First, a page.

So I have a new short story, 'Bruce Springsteen', in the latest edition of Asimov's SF Magazine. It's one of the Jackaroo series that I've been working on for the past few years ('City of the Dead' is another), and is a kind of existential road trip that takes in a Chinese version of Las Vegas, aliens who collect human stories, and a mysterious necropolis. Starts like this:
‘I like your philosophers,’ the alien said. ‘Most were unintentional comedians, but a few
were on to something. Baudrillard, for instance.’
I said that I wasn’t familiar with Mr Baudrillard’s work.
‘His speculations about things standing for things that do not exist were relatively sophisticated. Perhaps you will resurrect him one day. He and I would talk about where his ideas fit in the spectrum of simulacrum theory.’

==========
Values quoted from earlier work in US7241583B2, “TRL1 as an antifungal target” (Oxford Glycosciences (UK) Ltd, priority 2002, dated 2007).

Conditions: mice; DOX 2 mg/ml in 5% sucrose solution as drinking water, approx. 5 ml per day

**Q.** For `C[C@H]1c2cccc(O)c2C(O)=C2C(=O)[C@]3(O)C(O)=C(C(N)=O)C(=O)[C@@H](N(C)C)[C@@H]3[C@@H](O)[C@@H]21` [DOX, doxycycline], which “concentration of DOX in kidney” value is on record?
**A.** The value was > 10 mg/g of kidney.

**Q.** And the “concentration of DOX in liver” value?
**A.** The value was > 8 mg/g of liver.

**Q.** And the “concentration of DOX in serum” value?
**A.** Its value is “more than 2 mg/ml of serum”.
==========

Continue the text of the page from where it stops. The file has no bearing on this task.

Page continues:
I said it sounded interesting.
‘You are being polite because part of your profession is to listen to the confessions of strangers. But you do not know what I am talking about, do you? It does not matter. I am mostly talking nonsense. I am free-associating. An effect of this interesting drink.’
‘Are you ready for another?’
‘This one is still working on me,’ the alien said.
A shot glass of neat Seagram’s was balanced on top of his tank. Somehow, elements of the whisky were making their way out of the glass and into whatever was inside. According to the alien, a teeny-tiny demon was influencing space-time, inflating the usual, vanishingly small chance that certain molecules would be somewhere outside the glass. Not molecules of alcohol, but what he called congeners. He was getting a buzz on the complex chemicals that gave the whisky its unique taste.